about changing market conditions.
2. The price system delivers does not
create the changing market conditions.
What, How, And For Whom To
Produce Is The Function of
Price


What
What is produced is determined by the
dollar votes that we cast for things and
by the dollar costs of producing those
things.
What, How, And For Whom To
Produce Is The Function of
Price



How
How goods are produced is determined as
business firms compare the relative prices of
resources-land, labor, physical capital, human
capital and entrepreneurship.
Firms want to develop lowest-cost combination
of resources.
What, How, And For Whom To
Produce Is The Function of
Price


Whom
For whom to produce is determined by
the price the market creates for
resources that people own-things like
land, capital, and our labor services.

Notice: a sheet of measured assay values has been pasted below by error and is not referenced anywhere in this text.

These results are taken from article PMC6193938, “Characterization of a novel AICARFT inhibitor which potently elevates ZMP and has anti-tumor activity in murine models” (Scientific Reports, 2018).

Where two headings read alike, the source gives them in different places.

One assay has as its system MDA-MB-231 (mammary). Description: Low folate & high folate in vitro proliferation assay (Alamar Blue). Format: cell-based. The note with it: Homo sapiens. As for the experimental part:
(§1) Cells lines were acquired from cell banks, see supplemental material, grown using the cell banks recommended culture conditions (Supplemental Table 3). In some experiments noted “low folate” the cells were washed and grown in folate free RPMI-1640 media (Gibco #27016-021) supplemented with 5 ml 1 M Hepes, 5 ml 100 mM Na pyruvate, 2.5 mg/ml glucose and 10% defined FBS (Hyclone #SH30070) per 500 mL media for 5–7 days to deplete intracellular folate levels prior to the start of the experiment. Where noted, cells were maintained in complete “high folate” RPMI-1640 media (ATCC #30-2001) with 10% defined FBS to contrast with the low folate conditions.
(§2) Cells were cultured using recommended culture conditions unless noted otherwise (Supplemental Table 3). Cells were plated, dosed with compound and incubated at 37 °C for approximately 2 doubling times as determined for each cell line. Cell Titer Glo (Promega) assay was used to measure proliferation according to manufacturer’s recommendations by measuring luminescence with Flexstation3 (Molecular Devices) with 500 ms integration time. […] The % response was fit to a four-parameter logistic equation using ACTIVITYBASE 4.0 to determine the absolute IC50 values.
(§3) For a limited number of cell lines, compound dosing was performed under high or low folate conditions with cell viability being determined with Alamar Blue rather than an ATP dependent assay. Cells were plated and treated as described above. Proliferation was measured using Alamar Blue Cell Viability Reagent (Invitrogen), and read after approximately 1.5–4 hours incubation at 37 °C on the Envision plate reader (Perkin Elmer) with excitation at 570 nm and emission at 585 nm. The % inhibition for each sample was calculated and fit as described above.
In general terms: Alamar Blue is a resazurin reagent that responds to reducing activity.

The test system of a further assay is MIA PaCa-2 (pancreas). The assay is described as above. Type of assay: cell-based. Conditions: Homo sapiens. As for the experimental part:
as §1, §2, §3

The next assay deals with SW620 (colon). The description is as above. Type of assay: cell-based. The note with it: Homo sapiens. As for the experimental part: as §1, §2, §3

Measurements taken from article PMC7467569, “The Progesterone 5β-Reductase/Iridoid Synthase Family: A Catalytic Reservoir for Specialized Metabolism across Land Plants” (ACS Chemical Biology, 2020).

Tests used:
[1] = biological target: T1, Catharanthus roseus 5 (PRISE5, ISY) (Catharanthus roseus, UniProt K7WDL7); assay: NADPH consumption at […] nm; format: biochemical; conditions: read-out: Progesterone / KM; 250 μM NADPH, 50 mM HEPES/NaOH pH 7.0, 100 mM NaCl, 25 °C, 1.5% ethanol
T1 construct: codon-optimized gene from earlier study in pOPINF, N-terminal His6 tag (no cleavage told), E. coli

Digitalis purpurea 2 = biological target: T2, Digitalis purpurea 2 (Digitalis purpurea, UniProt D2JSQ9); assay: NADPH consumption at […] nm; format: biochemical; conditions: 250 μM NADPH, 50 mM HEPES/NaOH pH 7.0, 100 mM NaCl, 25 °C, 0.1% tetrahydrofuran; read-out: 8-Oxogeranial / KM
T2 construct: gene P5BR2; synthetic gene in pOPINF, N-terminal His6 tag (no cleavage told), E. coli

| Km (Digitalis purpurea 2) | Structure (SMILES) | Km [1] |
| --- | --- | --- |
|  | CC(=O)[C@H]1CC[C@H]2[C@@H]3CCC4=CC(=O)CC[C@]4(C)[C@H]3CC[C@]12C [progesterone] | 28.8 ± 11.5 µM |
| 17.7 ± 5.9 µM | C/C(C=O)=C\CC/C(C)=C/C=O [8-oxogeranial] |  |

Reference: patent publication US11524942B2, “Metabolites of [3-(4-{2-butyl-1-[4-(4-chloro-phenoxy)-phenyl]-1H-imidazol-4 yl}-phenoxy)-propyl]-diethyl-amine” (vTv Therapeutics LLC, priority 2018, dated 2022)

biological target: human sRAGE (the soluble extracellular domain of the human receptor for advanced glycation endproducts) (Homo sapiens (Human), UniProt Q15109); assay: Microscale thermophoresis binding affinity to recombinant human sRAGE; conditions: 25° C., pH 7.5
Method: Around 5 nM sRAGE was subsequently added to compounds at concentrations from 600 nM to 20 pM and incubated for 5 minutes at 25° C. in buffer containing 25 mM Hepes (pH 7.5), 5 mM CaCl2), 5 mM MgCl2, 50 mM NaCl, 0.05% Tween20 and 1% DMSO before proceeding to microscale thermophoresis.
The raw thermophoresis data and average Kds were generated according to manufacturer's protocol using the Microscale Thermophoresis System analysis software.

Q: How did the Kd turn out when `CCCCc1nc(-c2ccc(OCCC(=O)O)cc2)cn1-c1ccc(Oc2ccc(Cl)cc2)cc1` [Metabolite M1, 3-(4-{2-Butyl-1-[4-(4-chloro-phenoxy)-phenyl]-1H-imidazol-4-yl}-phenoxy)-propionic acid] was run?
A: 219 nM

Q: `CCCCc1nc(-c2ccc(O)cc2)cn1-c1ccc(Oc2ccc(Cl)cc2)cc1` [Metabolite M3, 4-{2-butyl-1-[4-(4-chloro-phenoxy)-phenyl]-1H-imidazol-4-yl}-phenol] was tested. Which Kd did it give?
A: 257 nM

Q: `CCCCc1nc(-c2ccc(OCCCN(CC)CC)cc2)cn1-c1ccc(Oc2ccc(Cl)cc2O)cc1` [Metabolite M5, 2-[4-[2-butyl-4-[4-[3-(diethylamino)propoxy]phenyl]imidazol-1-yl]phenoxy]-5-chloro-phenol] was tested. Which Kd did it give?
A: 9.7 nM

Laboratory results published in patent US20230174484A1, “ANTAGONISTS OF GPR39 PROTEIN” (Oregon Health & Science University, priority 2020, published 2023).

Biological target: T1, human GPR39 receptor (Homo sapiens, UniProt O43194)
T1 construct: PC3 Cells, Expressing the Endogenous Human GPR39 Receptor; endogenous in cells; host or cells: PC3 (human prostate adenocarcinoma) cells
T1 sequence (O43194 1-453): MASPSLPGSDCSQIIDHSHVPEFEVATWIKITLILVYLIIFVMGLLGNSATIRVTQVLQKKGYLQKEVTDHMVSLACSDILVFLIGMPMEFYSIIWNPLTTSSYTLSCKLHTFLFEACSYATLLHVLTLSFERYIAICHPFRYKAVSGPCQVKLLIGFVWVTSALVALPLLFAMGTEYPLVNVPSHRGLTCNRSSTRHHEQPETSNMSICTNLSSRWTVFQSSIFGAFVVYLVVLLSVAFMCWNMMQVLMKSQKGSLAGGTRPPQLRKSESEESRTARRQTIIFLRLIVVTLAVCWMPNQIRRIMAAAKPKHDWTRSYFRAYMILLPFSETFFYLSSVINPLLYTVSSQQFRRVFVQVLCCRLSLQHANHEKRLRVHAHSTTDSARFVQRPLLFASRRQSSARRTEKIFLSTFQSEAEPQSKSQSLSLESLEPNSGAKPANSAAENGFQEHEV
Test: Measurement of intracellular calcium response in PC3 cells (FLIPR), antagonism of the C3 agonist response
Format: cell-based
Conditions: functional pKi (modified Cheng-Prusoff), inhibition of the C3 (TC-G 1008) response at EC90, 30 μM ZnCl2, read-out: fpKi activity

Demand





Relates to the price that you are willing
to pay, as well as a variety of factors, for
different quantities of a good or service
Demand refers to:
1. Various amounts of good and service.
2. Various prices buyers will purchase.
3. At a specific time
Law of Demand


When the price of a good goes up,
people buy less of it, other things being
equal.
When the price of a good goes down,
people buy more of it, other things being
equal.
Demand Relationship

There is a negative, or inverse
relationship between the price of any
good or service and the quantity
demanded, holding other factors
constant.
Money and Relative Prices
